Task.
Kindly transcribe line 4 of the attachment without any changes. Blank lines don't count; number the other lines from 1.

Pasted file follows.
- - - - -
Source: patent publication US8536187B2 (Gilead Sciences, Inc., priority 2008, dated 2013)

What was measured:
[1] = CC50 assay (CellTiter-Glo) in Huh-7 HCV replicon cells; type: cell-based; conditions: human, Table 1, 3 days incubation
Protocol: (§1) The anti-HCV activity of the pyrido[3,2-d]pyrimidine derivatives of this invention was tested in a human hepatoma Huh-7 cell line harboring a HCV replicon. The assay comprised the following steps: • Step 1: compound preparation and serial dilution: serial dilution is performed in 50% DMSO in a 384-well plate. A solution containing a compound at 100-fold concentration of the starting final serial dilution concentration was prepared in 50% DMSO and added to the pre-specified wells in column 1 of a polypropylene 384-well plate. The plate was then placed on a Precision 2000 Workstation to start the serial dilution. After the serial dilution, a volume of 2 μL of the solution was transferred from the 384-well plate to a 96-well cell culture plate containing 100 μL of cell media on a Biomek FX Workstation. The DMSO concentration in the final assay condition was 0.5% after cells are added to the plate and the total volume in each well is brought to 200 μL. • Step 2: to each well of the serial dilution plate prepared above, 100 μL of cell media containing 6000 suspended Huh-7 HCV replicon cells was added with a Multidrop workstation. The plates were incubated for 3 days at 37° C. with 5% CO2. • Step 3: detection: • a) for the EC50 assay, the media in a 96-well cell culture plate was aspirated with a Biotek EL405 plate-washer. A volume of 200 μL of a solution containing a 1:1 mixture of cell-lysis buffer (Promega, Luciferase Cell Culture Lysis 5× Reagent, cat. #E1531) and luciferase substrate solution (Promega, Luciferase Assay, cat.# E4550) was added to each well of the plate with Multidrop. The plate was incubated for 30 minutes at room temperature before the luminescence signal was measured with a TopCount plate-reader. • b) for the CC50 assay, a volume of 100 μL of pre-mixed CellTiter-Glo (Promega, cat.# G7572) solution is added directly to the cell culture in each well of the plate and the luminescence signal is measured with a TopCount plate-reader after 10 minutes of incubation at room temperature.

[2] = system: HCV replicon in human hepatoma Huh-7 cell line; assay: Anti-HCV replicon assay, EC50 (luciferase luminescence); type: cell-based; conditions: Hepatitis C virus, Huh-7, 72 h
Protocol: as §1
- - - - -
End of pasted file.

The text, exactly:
Protocol: (§1) The anti-HCV activity of the pyrido[3,2-d]pyrimidine derivatives of this invention was tested in a human hepatoma Huh-7 cell line harboring a HCV replicon. The assay comprised the following steps: • Step 1: compound preparation and serial dilution: serial dilution is performed in 50% DMSO in a 384-well plate. A solution containing a compound at 100-fold concentration of the starting final serial dilution concentration was prepared in 50% DMSO and added to the pre-specified wells in column 1 of a polypropylene 384-well plate. The plate was then placed on a Precision 2000 Workstation to start the serial dilution. After the serial dilution, a volume of 2 μL of the solution was transferred from the 384-well plate to a 96-well cell culture plate containing 100 μL of cell media on a Biomek FX Workstation. The DMSO concentration in the final assay condition was 0.5% after cells are added to the plate and the total volume in each well is brought to 200 μL. • Step 2: to each well of the serial dilution plate prepared above, 100 μL of cell media containing 6000 suspended Huh-7 HCV replicon cells was added with a Multidrop workstation. The plates were incubated for 3 days at 37° C. with 5% CO2. • Step 3: detection: • a) for the EC50 assay, the media in a 96-well cell culture plate was aspirated with a Biotek EL405 plate-washer. A volume of 200 μL of a solution containing a 1:1 mixture of cell-lysis buffer (Promega, Luciferase Cell Culture Lysis 5× Reagent, cat. #E1531) and luciferase substrate solution (Promega, Luciferase Assay, cat.# E4550) was added to each well of the plate with Multidrop. The plate was incubated for 30 minutes at room temperature before the luminescence signal was measured with a TopCount plate-reader. • b) for the CC50 assay, a volume of 100 μL of pre-mixed CellTiter-Glo (Promega, cat.# G7572) solution is added directly to the cell culture in each well of the plate and the luminescence signal is measured with a TopCount plate-reader after 10 minutes of incubation at room temperature.